When they changed the law and put the burden on the miner, the miners lost more often than not. If you remember back during the Affordable Care Act, they said there’s stuff buried in there that nobody had ever read before they passed the law. And that was true. One of the things buried was by Senator Byrd from West Virginia, who stuck a little thing in there that changed the presumption in favor of the miner. More recently, if the miner can show at least 15 years of coal mine employment and a totally disabling respiratory condition, the presumption is that that was due to coal dust. It’s put the burden on the coal mining company to rebut it, and it generally can’t do that. A lot of times these guys work for a mine for a couple of years and it’d go out of business and then they’d go to work at another place. A lot of times the litigation boils down to whether a miner can prove 15 years of coal mine employment. If they could, they generally won, and if they couldn’t they generally lost. Senator Byrd took care of the coal miners when he snuck that into the Affordable Care Act.
Cooper: You keep drifting down with your camera. Is there a way you could bring—
Davis: I think I’m sliding—actually, I told you I’d just moved into a new house. I have a sit-stand desk and a chair that is on a FedEx truck to be delivered today, so I’m sitting in a lawn chair, and I keep sliding down the vinyl. (laughs)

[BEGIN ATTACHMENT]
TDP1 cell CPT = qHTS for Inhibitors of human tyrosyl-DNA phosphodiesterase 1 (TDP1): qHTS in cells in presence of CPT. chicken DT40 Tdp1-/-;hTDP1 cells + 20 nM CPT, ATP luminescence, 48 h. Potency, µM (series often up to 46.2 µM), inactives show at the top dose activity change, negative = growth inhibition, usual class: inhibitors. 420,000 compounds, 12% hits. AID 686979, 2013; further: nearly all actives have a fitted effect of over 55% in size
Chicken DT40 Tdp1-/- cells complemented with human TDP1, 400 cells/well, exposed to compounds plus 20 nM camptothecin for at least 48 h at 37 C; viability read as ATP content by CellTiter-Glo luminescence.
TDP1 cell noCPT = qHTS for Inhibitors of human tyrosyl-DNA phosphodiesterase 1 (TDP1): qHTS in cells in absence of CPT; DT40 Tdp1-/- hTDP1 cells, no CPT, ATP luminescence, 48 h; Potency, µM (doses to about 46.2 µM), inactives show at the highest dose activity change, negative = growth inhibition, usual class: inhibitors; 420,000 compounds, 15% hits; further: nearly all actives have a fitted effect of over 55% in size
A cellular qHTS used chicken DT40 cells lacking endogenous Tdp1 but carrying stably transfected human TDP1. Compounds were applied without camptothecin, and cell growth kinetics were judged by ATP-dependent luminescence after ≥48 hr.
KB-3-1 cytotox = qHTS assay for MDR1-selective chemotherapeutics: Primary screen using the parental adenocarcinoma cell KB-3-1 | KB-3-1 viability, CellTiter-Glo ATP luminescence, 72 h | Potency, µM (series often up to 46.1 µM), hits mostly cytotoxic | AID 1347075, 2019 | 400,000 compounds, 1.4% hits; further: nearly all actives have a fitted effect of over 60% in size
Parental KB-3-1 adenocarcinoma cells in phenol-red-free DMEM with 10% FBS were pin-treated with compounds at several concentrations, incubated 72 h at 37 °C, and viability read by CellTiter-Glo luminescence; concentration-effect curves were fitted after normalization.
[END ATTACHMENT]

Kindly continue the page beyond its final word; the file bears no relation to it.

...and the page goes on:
Cooper: Do you have a mai tai in the corner of the lawn chair?
Davis: (laughs) I’ve got a little pocket for it!
Cooper: Were these cases in which the judge made the determination? Was there a jury?
Davis: It was the judge. That’d be me. In the hearings, I was the one to make the decision on who prevailed.
Cooper: That must have been frustrating.
Davis: It is. Again, you apply the law and the facts and that determines the outcome. Often these were really sad cases. In many of the cases, they were widows’ claims. It was the widow of the coal miner trying to get benefits. These weren’t wealthy people coming in to the hearings. Often the coal miners would have on their overalls and they were pulling an oxygen tank. Just getting into the courtroom and up to the witness stand you could tell was a real struggle for them. But at the end of the day, it was the evidence—like I said, often these cases came down to whether they could prove they worked at least 15 years in the mines, and if they did, there was a good chance they would win.